Grantham's getting old - but what future for its young?

The market town of Grantham is home to 41,000 people.

Unemployment here is well below the national average, the atmosphere genteel.

It's increasingly a place to grow old. There are currently 8,151 pensioners in the town, and the numbers are rising, with half as many 16 - 24 year-olds.

The most recent census showed the numbers of thirty-somethings in the town is falling.

It's also a place with good schools and further education colleges, and the local grammar school in particular gives the community an aspirational outlook.

It is the school which educated a young Margaret Thatcher, and it appears to produce well behaved and earnest young people who walk the town's streets wearing the blazers and carrying the satchels of bygone days.

Roberts cornershop in Grantham was owned by Margaret Thatcher's parents. Credit: PA

This then is a good stop on the Great North Road to look at how the recession is impacting on the different generations of Middle England - particularly as the local MP, Nick Boles, recently questioned the right of all pensioners to enjoy universal benefits in the current economic climate when savings have to be made by all.

After all, many baby boomers also enjoyed generous company pension schemes and jobs for life the like of which will never be seen by their grandchildren.

First though, I talked to the young.

Nineteen-year-old Bethan Johnson is one of the 755 town leavers from Grantham heading off to university this year.

Despite the introduction of the student loans, numbers are up on last year.

Bethan's going to London and she and her parents are worried about the costs that will involve and about her future chances of employment and housing in a shrinking economy.

"I think for my generation it's tough and its about to get a lot tougher, " she says.

Bethan Johnson packs for university. Credit: ITV News

At the nearby premises of Totemic, one of the town's main employers, many of the young staff would agree. Totemic is a debt management company and is thriving in the present economic conditions.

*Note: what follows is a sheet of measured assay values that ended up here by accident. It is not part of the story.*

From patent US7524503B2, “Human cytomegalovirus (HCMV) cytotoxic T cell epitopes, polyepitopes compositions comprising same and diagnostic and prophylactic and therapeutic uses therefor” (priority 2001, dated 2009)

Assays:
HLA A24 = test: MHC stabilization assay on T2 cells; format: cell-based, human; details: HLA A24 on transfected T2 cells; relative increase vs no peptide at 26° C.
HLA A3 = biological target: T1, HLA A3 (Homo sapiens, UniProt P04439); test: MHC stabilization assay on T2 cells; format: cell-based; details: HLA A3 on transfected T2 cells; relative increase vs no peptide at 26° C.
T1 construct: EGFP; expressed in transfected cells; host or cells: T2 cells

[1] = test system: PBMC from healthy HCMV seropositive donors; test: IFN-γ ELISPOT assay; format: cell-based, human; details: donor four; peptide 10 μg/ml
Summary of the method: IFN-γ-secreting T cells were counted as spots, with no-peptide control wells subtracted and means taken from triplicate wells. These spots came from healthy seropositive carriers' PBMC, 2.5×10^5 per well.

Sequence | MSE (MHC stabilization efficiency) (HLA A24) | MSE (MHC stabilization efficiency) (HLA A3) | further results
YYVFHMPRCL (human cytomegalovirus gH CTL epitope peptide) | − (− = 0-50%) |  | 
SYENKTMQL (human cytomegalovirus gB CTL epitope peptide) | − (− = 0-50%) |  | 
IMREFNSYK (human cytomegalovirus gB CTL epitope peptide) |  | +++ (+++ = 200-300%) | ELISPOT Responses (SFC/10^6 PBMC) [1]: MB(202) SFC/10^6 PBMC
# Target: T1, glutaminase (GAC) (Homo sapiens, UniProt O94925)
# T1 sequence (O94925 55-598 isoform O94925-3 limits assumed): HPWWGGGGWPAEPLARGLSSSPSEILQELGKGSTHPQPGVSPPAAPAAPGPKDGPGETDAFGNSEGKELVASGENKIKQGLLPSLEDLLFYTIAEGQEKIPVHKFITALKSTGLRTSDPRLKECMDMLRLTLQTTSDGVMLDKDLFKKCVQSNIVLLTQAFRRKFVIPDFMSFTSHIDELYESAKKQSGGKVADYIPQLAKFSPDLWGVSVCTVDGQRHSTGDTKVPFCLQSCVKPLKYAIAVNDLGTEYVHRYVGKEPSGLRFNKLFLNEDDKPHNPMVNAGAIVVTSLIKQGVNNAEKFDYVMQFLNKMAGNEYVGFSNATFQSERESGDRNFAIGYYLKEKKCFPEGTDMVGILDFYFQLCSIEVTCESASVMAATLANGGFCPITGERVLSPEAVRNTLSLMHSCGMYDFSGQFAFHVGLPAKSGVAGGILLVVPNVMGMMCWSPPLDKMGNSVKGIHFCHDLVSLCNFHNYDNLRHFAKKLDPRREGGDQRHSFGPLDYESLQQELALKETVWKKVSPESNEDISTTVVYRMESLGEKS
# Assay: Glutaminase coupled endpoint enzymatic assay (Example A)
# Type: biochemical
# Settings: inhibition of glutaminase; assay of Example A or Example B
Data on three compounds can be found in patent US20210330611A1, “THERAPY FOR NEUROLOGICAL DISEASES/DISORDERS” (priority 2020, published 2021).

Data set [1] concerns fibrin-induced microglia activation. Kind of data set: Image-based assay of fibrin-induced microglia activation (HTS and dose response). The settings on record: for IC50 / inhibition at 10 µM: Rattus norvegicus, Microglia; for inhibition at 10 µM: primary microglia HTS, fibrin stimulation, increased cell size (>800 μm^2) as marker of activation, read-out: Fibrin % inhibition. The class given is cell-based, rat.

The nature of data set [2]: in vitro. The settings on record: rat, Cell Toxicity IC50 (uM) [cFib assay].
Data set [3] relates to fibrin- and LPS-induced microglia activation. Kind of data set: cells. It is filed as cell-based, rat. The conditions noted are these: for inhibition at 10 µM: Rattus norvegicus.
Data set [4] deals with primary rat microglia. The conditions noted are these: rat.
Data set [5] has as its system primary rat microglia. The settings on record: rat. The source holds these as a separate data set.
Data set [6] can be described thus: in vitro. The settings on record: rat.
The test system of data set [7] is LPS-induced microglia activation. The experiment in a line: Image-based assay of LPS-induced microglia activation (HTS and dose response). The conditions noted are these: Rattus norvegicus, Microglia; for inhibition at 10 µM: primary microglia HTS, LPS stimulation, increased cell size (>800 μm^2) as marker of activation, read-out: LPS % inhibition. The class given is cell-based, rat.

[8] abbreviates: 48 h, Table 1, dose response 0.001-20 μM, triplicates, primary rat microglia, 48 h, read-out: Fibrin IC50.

They are currently helping 100 families in the town manage their debts (usually mortgages) because unforeseen trouble has made payments difficult to maintain.

But few who work here are property owners. House prices are too high, lending restrictions too tight.

First time buyers in Grantham tend to be Eastern Europeans working and saving hard at the local chicken packing factory, or investors who buy to rent.

Lettings are a growing market here for a generation who face property prices which remain high relative to earnings.

Totemic is a financial services firm which helps people struggling with debts. Credit: ITV News

Nationally, the average age of first time buyers is rising - in some areas its now 40 and as a result, the statistics tell us behaviour is changing too.

More people are delaying starting a family and the trend is for households to become smaller.

Generally since 1995, increases in earnings have not kept pace with rises in house prices and lending to FIrst Time Buyers in 2011 was 42% of the levels seen in 2007.

Some Government support is available via the First Buy Scheme/Home Buy Scheme to address what is widely seen as a generational inequality.

But not by everyone. Eighty-three-year-old David Spearman managed to buy seven cottages when times were good in the1970s.

David Spearman, left, shows Penny Marshall the cottages he owns. Credit: ITV News

He made his money working a fleet of ice cream vans. Now a great grandfather, he's lived through the booms and the busts, investing in property when it was more affordable than it is for today's youngsters.

But he has little time for the claims that today's youngsters have it tougher than he did. His success, he says, was down to hard graft and saving. He left school at 14, and the rest was decades of hard work.

"Going without was part of getting on," he says. "Something today's work-shy generation know nothing about."

Down at the bowling club that view is echoed by the pensioners passing the afternoon in a competitive match.

There's sympathy for their grandchildren who work hard and can't afford homes, but contempt for the others - far too many others in their view - who don't know the meaning of hard work and saving.

They are more worried about standards of care in their old age, although some concede they have benefited from past economic boom times too.

One tells me: "We baby boomers have stolen our grandchildren's money."

They certainly have enjoyed property prosperity which their grandchildren are unlikely to enjoy unless economic growth returns.

Bethan Johnson knows that - that's why she's anxious. But she isn't the first young woman to grow up in Grantham and overcome hardship.

"Every generation has its obstacles," says Mr Spearman. "This generation needs to do more for themselves. Things aren't as bad here as they think they are and if they'd seen what we have seen they'd know it's just about re adjusting to fit the times. It's about living within their means."

But today's school leavers have never known anything but plenty until this recession hit, and they have very different expectations to their baby booming grandparents.

More in the Great North Road series: